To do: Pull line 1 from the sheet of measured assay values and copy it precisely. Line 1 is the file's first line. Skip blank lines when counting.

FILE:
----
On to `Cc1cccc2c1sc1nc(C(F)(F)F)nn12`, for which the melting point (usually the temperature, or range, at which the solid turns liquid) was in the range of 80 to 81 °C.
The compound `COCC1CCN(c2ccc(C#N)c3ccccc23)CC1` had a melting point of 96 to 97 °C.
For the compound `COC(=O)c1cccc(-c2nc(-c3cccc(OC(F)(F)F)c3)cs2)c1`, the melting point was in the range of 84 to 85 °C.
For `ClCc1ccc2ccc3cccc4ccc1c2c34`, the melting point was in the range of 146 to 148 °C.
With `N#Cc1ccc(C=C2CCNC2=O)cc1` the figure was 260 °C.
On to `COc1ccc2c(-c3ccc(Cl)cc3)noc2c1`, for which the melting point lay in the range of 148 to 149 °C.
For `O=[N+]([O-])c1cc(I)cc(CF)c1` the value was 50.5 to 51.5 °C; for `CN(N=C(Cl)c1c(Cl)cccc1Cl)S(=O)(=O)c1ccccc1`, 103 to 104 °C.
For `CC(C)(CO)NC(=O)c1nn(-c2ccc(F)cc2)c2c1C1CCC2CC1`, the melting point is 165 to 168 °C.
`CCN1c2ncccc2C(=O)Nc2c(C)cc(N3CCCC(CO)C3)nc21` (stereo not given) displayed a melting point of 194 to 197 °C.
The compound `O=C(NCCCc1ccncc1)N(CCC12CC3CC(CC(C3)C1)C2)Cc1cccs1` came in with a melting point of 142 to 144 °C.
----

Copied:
On to `Cc1cccc2c1sc1nc(C(F)(F)F)nn12`, for which the melting point (usually the temperature, or range, at which the solid turns liquid) was in the range of 80 to 81 °C.